Let’s take a step back and think about this for a second.  I’ll probably do another post just on the addressing scheme at some point because it’s so key, but it’s worth a brief recap.
  • Right now I cannot send text directly to your instant message account (unless you’re using an XMPP-based client), I have to send the message to your IM server which relays the message to you.
  • I cannot send audio directly to your phone, the phone company has to route it there. 
  • I cannot share a picture directly with your Facebook account, I have to sent it to Facebook first to be carried on to you.  
  • I can’t send a file directly to you, I have to put it on a share or email it to you. 
(Not to mention the fact that these are all disconnected, you can’t combine these into a single message stream.  XMPP addresses that problem very nicely, as the wave client shows.)

XMPP removes these intermediaries from the network.  Social networks and proprietary transports no longer have an exclusive license to deliver content, the clients talk directly to one another.

Do you see the difference?  There are no longer social networks or any other type of networks required to relay the communication, we are now down to exactly 3 components:
  1. Clients 
  2. Storage 
  3. Applications 
Of course there is always the underlying dumb pipes that transport the data, but from a functional perspective the network has been normalized out of importance.

Clients can be whatever we need them to be.  It can be the Google wave client, it can be your phone, it can be a desktop app.  These will evolve over time, but the Google client is a fantastic starting point, certainly light years ahead of anything else that’s available today.

Storage becomes a utility, something you pay for as you go.  I already use this model myself for backups, I shoot them up to the Amazon cloud and pay for the amount I use.  As time goes on my communication–audio, video, pictures, text–will be stored there as well, and I’ll use it in my waves as needed.  (Note that waves do NOT embed this content, they link to it and the client downloads and renders it in place.)

And the applications.   This is really exciting, because just about every application in existence will be transformed by this quantum shift in the network topology.  Applications now interact with your client and provide input to your communication stream, and output to your storage.  They will become a facet of your communication, not a completely disconnected activity.  You will communicate with apps much in the same way that you communicate with people, and they will communicate with you.

Take CRM and ERP systems for example.  Instead of customers emailing you about a sale and then sending purchase orders, it will be part of the “sale wave”.  The entire sale, from start to finish, will be encapsulated in a single wave, bringing individuals in and out of the conversation as need.  The ERP and CRM platforms themselves will be participants in this conversation, recognizing the purchase order, executing the workflow, processing the order, making the order details available to manufacturing or delivery in a sub-wave, and then making the receipt available to the customer and the sales team.  Your CRM Whether you approve the purchase order from your desktop, your phone, or a point of sale device, makes no difference–they can all be directly addressed and participate in the conversation natively.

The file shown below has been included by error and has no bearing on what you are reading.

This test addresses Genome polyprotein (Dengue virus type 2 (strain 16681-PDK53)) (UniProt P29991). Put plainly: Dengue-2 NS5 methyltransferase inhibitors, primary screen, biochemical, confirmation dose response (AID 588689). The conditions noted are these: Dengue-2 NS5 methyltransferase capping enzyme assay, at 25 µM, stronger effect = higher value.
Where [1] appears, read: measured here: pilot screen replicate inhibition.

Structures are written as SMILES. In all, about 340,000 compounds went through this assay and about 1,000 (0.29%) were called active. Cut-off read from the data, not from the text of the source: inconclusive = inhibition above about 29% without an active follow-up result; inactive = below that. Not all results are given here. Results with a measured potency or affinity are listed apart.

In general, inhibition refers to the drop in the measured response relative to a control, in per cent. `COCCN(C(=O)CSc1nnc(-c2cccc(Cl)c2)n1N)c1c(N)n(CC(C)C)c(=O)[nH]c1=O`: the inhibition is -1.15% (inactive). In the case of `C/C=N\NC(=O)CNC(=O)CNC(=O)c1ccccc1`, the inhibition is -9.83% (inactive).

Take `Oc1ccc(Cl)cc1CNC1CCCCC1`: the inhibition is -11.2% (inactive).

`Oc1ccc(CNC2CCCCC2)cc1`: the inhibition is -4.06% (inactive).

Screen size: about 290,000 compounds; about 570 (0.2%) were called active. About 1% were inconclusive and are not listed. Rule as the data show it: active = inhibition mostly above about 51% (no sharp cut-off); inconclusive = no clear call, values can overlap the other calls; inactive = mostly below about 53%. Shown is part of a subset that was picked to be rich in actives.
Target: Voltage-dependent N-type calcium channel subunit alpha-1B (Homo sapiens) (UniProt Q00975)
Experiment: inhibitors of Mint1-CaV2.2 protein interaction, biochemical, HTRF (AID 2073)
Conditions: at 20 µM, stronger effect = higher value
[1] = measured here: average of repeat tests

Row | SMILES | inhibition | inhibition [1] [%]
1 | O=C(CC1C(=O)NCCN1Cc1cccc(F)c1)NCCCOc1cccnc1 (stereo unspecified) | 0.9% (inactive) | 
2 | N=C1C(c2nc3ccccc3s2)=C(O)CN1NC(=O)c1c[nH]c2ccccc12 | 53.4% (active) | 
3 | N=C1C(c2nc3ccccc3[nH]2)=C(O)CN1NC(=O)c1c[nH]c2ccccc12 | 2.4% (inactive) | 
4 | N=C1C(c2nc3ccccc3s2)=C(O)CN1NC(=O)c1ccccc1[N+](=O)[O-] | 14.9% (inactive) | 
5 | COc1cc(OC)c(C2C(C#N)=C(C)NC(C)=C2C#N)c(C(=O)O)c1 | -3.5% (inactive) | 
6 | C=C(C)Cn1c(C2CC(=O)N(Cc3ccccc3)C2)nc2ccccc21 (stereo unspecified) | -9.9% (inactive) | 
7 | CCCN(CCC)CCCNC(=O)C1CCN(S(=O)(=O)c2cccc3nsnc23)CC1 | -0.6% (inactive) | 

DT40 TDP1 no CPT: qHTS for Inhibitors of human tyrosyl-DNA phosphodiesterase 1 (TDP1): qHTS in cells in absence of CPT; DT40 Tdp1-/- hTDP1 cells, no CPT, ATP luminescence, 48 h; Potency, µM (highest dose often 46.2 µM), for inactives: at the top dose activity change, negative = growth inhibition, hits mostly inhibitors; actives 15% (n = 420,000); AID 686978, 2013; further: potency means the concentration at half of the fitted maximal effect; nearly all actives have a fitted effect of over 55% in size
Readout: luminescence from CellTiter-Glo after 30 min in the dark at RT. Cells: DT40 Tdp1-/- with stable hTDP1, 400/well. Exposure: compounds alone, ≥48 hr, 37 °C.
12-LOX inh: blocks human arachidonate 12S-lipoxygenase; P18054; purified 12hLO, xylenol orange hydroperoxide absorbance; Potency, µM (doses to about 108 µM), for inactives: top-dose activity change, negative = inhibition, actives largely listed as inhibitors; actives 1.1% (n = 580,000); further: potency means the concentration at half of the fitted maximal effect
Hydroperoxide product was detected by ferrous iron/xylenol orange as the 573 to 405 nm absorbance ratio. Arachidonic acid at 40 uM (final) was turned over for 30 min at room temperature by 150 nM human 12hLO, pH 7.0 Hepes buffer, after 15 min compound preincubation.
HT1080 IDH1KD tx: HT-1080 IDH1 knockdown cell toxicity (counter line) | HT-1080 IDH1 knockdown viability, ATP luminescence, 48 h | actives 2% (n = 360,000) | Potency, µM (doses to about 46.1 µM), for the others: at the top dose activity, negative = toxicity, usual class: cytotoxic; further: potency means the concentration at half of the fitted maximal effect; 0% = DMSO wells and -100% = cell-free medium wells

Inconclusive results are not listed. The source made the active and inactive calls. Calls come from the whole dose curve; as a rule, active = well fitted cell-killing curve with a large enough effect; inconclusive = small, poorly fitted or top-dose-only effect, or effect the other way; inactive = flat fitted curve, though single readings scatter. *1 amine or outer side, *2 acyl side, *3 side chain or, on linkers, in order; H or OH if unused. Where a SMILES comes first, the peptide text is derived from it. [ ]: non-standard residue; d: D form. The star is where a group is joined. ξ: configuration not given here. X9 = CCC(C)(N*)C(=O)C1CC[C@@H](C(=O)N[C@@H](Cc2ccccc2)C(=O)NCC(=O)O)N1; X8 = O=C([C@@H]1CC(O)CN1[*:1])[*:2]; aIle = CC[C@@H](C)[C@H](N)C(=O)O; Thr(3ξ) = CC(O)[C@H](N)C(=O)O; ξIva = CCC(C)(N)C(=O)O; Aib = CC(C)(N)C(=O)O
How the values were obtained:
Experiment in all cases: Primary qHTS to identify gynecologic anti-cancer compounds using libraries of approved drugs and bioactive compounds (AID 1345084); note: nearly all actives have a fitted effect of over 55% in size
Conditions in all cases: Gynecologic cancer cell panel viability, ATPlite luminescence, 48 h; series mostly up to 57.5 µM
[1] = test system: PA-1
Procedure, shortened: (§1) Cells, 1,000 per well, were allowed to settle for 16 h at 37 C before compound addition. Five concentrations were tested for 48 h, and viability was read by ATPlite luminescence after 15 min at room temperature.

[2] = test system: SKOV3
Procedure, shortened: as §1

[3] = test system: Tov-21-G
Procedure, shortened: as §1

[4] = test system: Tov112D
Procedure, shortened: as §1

That’s just one example off the top of my head, but I truly believe that every software application in existence will eventually need to be re-architected to be much less application-centric and much more communication-centric.

The Bottom Line
This is no longer pie-in-the-sky stuff like it was when I was first writing about it.

I have seen nothing else out there that rivals the XMPP/Wave protocol for the sheer richness of the conversation that’s possible, not to mention the fact that it can easily turn into a bona-fide platform for next-generation applications.

The danger, then, is that you ignore this and it takes off.  You and your application will be shut out of this rich, real-time collaborative stream of communication.  You can, of course, tack integration on later, but the real benefit here is to the application that incorporates these concepts into its core architecture.  I can look at just about any application out there and think of tons of potential applications for this technology.

This is the type of revolutionary advance that is required to lift productivity and open brand new possibilities to the extent necessary to revive the economy, which is pretty exciting.  If this post sounds like I’m breathlessly waiting for this technology to take off, it’s because I am, and I have been for about 3 years now.  Here’s hoping Google succeeds.

BIG, blog, communication, google wave, jason kolb, Online Identity, Semantic Web, social networks, Software, Software Development, technology, unified communication, Unified Communications, wave, xmpp

Google’s Ingenious Wave Security Model

September 15th, 2009
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Reading through the Google Wave specs this weekend, I realized that Google has really accomplished something wonderful with the security model baked into the Wave protocol.  (Not the CLIENT, specifically, but the extensions Google made to the XMPP PROTOCOL.)

Usually security is done one way, in just about every application on earth:  you create the thing you want to secure, whether it’s a file, or an email, or a piece of content, or a financial transaction, then you find a security button somewhere that usually looks like a big lock or something: